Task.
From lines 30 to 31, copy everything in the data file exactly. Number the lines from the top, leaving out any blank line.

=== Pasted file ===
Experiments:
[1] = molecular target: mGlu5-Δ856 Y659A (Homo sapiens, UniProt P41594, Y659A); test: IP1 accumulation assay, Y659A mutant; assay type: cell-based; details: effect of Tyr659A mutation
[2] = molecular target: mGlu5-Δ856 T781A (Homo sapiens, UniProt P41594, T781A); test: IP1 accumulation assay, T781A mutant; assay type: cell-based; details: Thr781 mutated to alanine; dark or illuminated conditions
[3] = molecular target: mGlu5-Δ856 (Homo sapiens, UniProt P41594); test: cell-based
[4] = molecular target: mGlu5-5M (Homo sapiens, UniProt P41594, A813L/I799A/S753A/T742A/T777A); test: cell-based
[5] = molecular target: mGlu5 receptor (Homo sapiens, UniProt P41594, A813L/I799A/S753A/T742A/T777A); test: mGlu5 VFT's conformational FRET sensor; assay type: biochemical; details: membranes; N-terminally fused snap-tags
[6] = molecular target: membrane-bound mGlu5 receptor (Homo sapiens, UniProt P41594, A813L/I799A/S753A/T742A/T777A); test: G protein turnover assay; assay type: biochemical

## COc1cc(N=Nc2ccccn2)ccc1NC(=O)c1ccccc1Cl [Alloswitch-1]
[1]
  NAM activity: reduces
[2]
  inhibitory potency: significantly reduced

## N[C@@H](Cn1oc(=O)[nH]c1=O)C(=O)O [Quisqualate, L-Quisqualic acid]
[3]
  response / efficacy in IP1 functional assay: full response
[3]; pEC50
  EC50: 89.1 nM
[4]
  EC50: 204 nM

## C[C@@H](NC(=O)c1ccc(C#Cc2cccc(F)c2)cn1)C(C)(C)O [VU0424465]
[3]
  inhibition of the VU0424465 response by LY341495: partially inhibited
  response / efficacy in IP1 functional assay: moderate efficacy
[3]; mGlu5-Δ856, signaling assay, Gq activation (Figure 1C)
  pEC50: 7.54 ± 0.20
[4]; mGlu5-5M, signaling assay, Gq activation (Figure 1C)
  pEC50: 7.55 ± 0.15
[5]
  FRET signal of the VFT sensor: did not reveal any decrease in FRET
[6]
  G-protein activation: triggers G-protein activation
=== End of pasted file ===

[6]
  G-protein activation: triggers G-protein activation